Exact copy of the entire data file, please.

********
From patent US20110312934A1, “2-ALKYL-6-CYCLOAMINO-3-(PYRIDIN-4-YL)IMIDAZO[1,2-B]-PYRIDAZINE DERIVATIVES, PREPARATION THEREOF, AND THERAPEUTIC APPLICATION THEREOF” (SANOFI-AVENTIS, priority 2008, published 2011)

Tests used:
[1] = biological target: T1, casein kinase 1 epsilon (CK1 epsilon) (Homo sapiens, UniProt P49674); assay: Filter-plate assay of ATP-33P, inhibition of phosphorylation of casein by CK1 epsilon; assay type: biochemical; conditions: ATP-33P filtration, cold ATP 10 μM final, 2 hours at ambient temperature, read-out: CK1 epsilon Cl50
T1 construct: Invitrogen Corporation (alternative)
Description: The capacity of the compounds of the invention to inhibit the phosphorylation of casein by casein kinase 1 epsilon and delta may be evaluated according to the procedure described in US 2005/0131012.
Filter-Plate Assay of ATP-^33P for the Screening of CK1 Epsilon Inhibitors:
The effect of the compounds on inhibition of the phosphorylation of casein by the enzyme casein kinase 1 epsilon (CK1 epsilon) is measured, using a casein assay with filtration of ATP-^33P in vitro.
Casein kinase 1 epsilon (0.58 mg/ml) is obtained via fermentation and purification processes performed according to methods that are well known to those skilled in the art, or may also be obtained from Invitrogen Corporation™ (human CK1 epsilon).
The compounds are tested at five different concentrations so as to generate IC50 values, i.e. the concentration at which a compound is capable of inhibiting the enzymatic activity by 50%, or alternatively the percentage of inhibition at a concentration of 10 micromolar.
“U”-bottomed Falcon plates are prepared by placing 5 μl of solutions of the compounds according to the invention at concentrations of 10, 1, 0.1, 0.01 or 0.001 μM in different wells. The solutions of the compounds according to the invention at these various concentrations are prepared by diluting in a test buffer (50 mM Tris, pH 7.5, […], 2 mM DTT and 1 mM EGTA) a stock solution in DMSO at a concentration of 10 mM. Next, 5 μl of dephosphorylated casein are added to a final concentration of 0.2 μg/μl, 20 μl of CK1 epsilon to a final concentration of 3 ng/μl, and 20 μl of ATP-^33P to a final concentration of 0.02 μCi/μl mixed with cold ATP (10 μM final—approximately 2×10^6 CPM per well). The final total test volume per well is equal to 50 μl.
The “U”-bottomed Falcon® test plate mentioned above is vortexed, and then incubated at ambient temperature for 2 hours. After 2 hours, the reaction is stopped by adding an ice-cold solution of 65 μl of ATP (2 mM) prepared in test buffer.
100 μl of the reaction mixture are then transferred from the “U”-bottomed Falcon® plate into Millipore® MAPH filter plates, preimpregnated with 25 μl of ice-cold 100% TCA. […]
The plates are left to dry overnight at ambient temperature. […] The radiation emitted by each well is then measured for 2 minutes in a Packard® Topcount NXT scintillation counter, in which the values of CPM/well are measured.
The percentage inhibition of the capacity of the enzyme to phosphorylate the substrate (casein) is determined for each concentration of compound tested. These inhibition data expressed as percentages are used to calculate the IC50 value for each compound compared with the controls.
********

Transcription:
From patent US20110312934A1, “2-ALKYL-6-CYCLOAMINO-3-(PYRIDIN-4-YL)IMIDAZO[1,2-B]-PYRIDAZINE DERIVATIVES, PREPARATION THEREOF, AND THERAPEUTIC APPLICATION THEREOF” (SANOFI-AVENTIS, priority 2008, published 2011)

Tests used:
[1] = biological target: T1, casein kinase 1 epsilon (CK1 epsilon) (Homo sapiens, UniProt P49674); assay: Filter-plate assay of ATP-33P, inhibition of phosphorylation of casein by CK1 epsilon; assay type: biochemical; conditions: ATP-33P filtration, cold ATP 10 μM final, 2 hours at ambient temperature, read-out: CK1 epsilon Cl50
T1 construct: Invitrogen Corporation (alternative)
Description: The capacity of the compounds of the invention to inhibit the phosphorylation of casein by casein kinase 1 epsilon and delta may be evaluated according to the procedure described in US 2005/0131012.
Filter-Plate Assay of ATP-^33P for the Screening of CK1 Epsilon Inhibitors:
The effect of the compounds on inhibition of the phosphorylation of casein by the enzyme casein kinase 1 epsilon (CK1 epsilon) is measured, using a casein assay with filtration of ATP-^33P in vitro.
Casein kinase 1 epsilon (0.58 mg/ml) is obtained via fermentation and purification processes performed according to methods that are well known to those skilled in the art, or may also be obtained from Invitrogen Corporation™ (human CK1 epsilon).
The compounds are tested at five different concentrations so as to generate IC50 values, i.e. the concentration at which a compound is capable of inhibiting the enzymatic activity by 50%, or alternatively the percentage of inhibition at a concentration of 10 micromolar.
“U”-bottomed Falcon plates are prepared by placing 5 μl of solutions of the compounds according to the invention at concentrations of 10, 1, 0.1, 0.01 or 0.001 μM in different wells. The solutions of the compounds according to the invention at these various concentrations are prepared by diluting in a test buffer (50 mM Tris, pH 7.5, […], 2 mM DTT and 1 mM EGTA) a stock solution in DMSO at a concentration of 10 mM. Next, 5 μl of dephosphorylated casein are added to a final concentration of 0.2 μg/μl, 20 μl of CK1 epsilon to a final concentration of 3 ng/μl, and 20 μl of ATP-^33P to a final concentration of 0.02 μCi/μl mixed with cold ATP (10 μM final—approximately 2×10^6 CPM per well). The final total test volume per well is equal to 50 μl.
The “U”-bottomed Falcon® test plate mentioned above is vortexed, and then incubated at ambient temperature for 2 hours. After 2 hours, the reaction is stopped by adding an ice-cold solution of 65 μl of ATP (2 mM) prepared in test buffer.
100 μl of the reaction mixture are then transferred from the “U”-bottomed Falcon® plate into Millipore® MAPH filter plates, preimpregnated with 25 μl of ice-cold 100% TCA. […]
The plates are left to dry overnight at ambient temperature. […] The radiation emitted by each well is then measured for 2 minutes in a Packard® Topcount NXT scintillation counter, in which the values of CPM/well are measured.
The percentage inhibition of the capacity of the enzyme to phosphorylate the substrate (casein) is determined for each concentration of compound tested. These inhibition data expressed as percentages are used to calculate the IC50 value for each compound compared with the controls.